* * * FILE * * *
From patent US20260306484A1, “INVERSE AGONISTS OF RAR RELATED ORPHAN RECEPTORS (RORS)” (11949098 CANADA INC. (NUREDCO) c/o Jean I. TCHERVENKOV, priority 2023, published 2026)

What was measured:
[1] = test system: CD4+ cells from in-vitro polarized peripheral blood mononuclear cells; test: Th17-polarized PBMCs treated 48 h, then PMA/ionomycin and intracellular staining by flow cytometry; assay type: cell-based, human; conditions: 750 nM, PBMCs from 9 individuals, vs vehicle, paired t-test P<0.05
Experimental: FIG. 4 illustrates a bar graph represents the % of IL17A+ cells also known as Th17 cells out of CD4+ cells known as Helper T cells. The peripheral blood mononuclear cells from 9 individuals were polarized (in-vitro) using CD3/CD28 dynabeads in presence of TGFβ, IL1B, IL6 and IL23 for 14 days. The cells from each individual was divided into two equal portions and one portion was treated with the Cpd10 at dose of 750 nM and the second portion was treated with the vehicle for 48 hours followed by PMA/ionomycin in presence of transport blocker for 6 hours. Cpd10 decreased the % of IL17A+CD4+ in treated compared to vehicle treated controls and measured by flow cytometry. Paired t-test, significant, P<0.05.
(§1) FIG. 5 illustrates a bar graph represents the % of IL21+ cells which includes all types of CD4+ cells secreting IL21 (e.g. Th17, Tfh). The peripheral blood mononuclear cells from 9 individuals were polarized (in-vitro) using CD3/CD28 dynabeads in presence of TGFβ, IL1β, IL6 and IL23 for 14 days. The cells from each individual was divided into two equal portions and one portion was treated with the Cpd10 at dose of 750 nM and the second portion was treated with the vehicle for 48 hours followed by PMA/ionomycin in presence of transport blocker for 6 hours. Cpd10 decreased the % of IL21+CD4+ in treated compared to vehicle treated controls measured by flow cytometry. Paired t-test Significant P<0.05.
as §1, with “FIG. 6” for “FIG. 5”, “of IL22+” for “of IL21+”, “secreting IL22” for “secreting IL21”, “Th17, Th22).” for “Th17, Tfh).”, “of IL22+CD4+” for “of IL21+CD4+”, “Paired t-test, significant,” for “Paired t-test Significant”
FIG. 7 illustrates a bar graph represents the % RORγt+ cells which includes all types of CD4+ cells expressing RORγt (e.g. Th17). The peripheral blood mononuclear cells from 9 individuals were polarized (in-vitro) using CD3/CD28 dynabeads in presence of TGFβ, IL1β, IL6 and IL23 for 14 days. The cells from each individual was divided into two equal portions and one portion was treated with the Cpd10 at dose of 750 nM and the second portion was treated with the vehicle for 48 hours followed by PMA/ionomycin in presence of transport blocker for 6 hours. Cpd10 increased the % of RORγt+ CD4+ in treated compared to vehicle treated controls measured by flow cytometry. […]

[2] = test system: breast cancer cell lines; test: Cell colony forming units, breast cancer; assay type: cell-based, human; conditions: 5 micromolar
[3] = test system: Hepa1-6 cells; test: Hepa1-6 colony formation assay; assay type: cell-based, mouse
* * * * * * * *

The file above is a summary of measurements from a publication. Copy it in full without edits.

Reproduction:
From patent US20260306484A1, “INVERSE AGONISTS OF RAR RELATED ORPHAN RECEPTORS (RORS)” (11949098 CANADA INC. (NUREDCO) c/o Jean I. TCHERVENKOV, priority 2023, published 2026)

What was measured:
[1] = test system: CD4+ cells from in-vitro polarized peripheral blood mononuclear cells; test: Th17-polarized PBMCs treated 48 h, then PMA/ionomycin and intracellular staining by flow cytometry; assay type: cell-based, human; conditions: 750 nM, PBMCs from 9 individuals, vs vehicle, paired t-test P<0.05
Experimental: FIG. 4 illustrates a bar graph represents the % of IL17A+ cells also known as Th17 cells out of CD4+ cells known as Helper T cells. The peripheral blood mononuclear cells from 9 individuals were polarized (in-vitro) using CD3/CD28 dynabeads in presence of TGFβ, IL1B, IL6 and IL23 for 14 days. The cells from each individual was divided into two equal portions and one portion was treated with the Cpd10 at dose of 750 nM and the second portion was treated with the vehicle for 48 hours followed by PMA/ionomycin in presence of transport blocker for 6 hours. Cpd10 decreased the % of IL17A+CD4+ in treated compared to vehicle treated controls and measured by flow cytometry. Paired t-test, significant, P<0.05.
(§1) FIG. 5 illustrates a bar graph represents the % of IL21+ cells which includes all types of CD4+ cells secreting IL21 (e.g. Th17, Tfh). The peripheral blood mononuclear cells from 9 individuals were polarized (in-vitro) using CD3/CD28 dynabeads in presence of TGFβ, IL1β, IL6 and IL23 for 14 days. The cells from each individual was divided into two equal portions and one portion was treated with the Cpd10 at dose of 750 nM and the second portion was treated with the vehicle for 48 hours followed by PMA/ionomycin in presence of transport blocker for 6 hours. Cpd10 decreased the % of IL21+CD4+ in treated compared to vehicle treated controls measured by flow cytometry. Paired t-test Significant P<0.05.
as §1, with “FIG. 6” for “FIG. 5”, “of IL22+” for “of IL21+”, “secreting IL22” for “secreting IL21”, “Th17, Th22).” for “Th17, Tfh).”, “of IL22+CD4+” for “of IL21+CD4+”, “Paired t-test, significant,” for “Paired t-test Significant”
FIG. 7 illustrates a bar graph represents the % RORγt+ cells which includes all types of CD4+ cells expressing RORγt (e.g. Th17). The peripheral blood mononuclear cells from 9 individuals were polarized (in-vitro) using CD3/CD28 dynabeads in presence of TGFβ, IL1β, IL6 and IL23 for 14 days. The cells from each individual was divided into two equal portions and one portion was treated with the Cpd10 at dose of 750 nM and the second portion was treated with the vehicle for 48 hours followed by PMA/ionomycin in presence of transport blocker for 6 hours. Cpd10 increased the % of RORγt+ CD4+ in treated compared to vehicle treated controls measured by flow cytometry. […]

[2] = test system: breast cancer cell lines; test: Cell colony forming units, breast cancer; assay type: cell-based, human; conditions: 5 micromolar
[3] = test system: Hepa1-6 cells; test: Hepa1-6 colony formation assay; assay type: cell-based, mouse